Date of Award
Doctor of Philosophy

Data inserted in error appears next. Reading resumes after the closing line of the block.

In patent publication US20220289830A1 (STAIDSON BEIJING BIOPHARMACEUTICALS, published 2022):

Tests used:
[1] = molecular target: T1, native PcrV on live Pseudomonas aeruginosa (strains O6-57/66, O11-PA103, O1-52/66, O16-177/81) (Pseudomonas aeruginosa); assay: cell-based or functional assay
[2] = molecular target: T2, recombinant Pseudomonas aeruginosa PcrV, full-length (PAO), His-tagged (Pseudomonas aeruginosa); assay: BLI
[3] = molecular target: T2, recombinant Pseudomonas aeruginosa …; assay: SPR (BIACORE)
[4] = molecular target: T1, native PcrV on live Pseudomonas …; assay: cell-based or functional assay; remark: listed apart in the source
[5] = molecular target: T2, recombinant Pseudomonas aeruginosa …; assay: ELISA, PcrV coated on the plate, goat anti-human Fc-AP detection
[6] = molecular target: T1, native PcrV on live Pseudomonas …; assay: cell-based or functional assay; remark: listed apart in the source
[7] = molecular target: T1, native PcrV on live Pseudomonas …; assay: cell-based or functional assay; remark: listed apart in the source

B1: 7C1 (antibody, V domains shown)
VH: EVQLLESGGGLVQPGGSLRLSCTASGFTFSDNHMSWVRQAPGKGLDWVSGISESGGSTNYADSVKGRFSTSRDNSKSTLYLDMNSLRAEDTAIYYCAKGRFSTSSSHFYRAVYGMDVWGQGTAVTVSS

Numerous mechanical systems contain surfaces in partial or full sliding contact, and therefore, prone to friction-induced vibration instability. These include systems containing mechanical switches, brakes, clutches, gears, rolling contact bearings, journal bearings, robot end-effector grasp and motion, oil drills, etc. The prominent dynamic features of a mechanical system, subject to friction-induced vibration, can be captured by an appropriate equivalent mass-on-belt model. It is the goal of this research to provide a comprehensive study of friction-induced vibrations in mechanical systems by using their equivalent mass-on-belt models. Friction-induced vibration is manifested through three mechanisms termed Stribeck effect, mode-coupling and sprag-slip. Mechanical systems prone to vibrations by one or more of the three mechanisms of instability are considered and studied in detail. The mechanical systems fall into one of two groups. A system in the first group is the pseudo-rigid-body mass-on-belt representation of a compliant bistable linkage mechanism characterized by substantial geometric nonlinearity and nonlinear elasticity. A system in the second group is a mass-on-belt model that accounts for mass-belt contact stiffness. Such a system is excited primarily through mode coupling. In the first group of mechanical systems super and subcritical pitchfork bifurcation as well as Hopf bifurcation are observed. The normal force and spring pre-compression are bifurcation parameters leading to the subcritical pitchfork bifurcation and the belt velocity corresponds to the Hopf bifurcation. It is found that for a low damping and negligible spring nonlinearity, one equilibrium point dominates the steady-state response. Otherwise, the phase plane is split into two separate planes associated with the corresponding fixed point. The boundary is dictated by structural damping and spring nonlinearity. It is shown that the destabilizing mechanism in the bistable mechanisms is the Stribeck effect of friction. The dominant mode of instability for the second group of mechanical system is mode coupling instability. In this group intermittent loss of contact between the mass and the moving belt within a periodic cycle is allowed. Addition of a vibration absorber consisting of a second mass suspended from the first mass by a spring provides effective passive control of friction-induced instability due to mode-coupling. The research concludes with the study of a two mass system in which both masses are in contact with a belt and the friction force is characterized by the three regimes of lubricated contact that include boundary lubrication, mixed boundary and hydrodynamic lubrication and full hydrodynamic lubrication as sliding speed is increased. It is shown that such systems can experience periodic, quasi-periodic and chaotic vibration response.
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